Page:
- Filename: media-markets-and-morals.
- ISBN: 9781444396034
- Release Date: 2011-02-23
- Number of pages: 240
- Author: Edward H. Spence
- Publisher: John Wiley & Sons
Media, Markets, and Morals provides an original ethical framework designed specifically for evaluating ethical issues in the media, including new media. The authors apply their account of the moral role of the media, in their dual capacity as information providers for the public good and as businesses run for profit, to specific morally problematic practices and question how ethical behavior can be promoted within the industry. Brings together experts in the fields of media studies and media ethics, information ethics, and professional ethics Offers an original ethical framework designed specifically for evaluating ethical issues in the media, including new media Builds upon and further develops an innovative theoretical model for examining and evaluating media corruption and methods of media anti-corruption previously developed by authors Spence and Quinn Discloses and clarifies the inherent ethical nature of information and its communication to which the media as providers of information are necessarily committed
- Filename: what-money-can-t-buy.
- ISBN: 9781846144714
- Release Date: 2012
- Number of pages: 244
- Author: Michael J. Sandel
- Publisher: Penguin UK
Should we pay children to read books or to get good grades? Is it ethical to pay people to test risky new drugs or to donate their organs? What about hiring mercenaries to fight our wars, outsourcing inmates to for-profit prisons, auctioning admission to elite universities, or selling citizenship to immigrants willing to pay? Isn't there something wrong with a world in which everything is for sale? In recent decades, market values have crowded out nonmarket norms in almost every aspect of life-medicine, education, government, law, art, sports, even family life and personal relations. Without quite realizing it, Sandel argues, we have drifted from having a market economy to being a market society. In What Money Can't Buy, Sandel examines one of the biggest ethical questions of our time and provokes a debate that's been missing in our market-driven age: What is the proper role of markets in a democratic society, and how can we protect the moral and civic goods that markets do not honour and money cannot buy?
- Filename: a-plaine-and-easie-waie-to-remedie-a-horse.
- ISBN: 9789004257702
- Release Date: 2013-08-01
- Number of pages: 286
- Author: Louise Hill Curth
- Publisher: BRILL
'A plaine and easie waie to remedie a horse': equine medicine in early modern England is Louise Hill Curth's groundbreaking new book on the health and illness of what were historically the most important domesticated, working animals.
- Filename: morals-and-markets.
- ISBN: 9781137331526
- Release Date: 2013-07-08
- Number of pages: 287
- Author: D. Friedman
- Publisher: Springer
Friedman and McNeill draw on recent research in evolutionary game theory and behavioral economics to explore the relationship between our moral codes and our market systems. They show how imbalance between morals and markets is at the root of the recent corporate scandals in the US as well as the global financial crisis the world continues to face.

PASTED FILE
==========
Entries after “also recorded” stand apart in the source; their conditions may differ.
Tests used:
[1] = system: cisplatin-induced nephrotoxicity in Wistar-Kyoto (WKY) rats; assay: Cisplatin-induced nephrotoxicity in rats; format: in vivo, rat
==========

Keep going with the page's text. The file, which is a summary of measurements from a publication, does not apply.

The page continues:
- Filename: markets-morals-and-policy-making.
- ISBN: 9781136668081
- Release Date: 2012-03-29
- Number of pages: 320
- Author: Enrico Colombatto
- Publisher: Routledge
Free-market economics has attempted to combine efficiency and freedom by emphasizing the need for neutral rules and meta-rules. These efforts have only been partly successful, for they have failed to address the deeper, normative arguments justifying – and limiting – coercion. This failure has thus left most advocates of free-market vulnerable to formulae which either emphasize expediency or which rely upon optimal social engineering to foster different notions of the common will and of the common good. This book offers the reader a new perspective on free-market economics, one in which the defense of markets is no longer based upon the utilitarian claim that free markets are more efficient; rather, the defense of markets rests upon the moral argument that top-down coercive policy-making is necessarily in tension with the rights-based notion of justice typical of the Western tradition. In arguing for a consistent moral basis for the free-market view, we depart from both the Austrian and neoclassical traditions by acknowledging that rationality is not a satisfactory starting point. This rejection of rationality as the complete motivator for human economic behaviour throws constitutional economics and the law-and-economics tradition into new relief, revealing these approaches as governed by considerations derived by various notions of social efficiency, rather than by principles consistent with individual freedom, including freedom to choose. This book shows that the solution is in fact a better understanding of the lessons taught by the Scottish Enlightenment: the role of the political context is to ensure that the individual can pursue his own ends, free from coercion. This also implies individual responsibility, respect for somebody else’s preferences and for his entrepreneurial instincts. Social virtue is not absent from this understanding of politics, but rather than being defined through the priorities of policy-makers, it emerges as the outcome of interaction among self-determining individuals. The strongest and most consistent case for free-market economics, therefore, rests on moral philosophy, not on some version of static-efficiency theorizing. This book should be of interest to students and researchers focussing on economic theory, political economics and the philosophy of economic thought, but is also written in a non-technical style making it accessible to an audience of non-economists.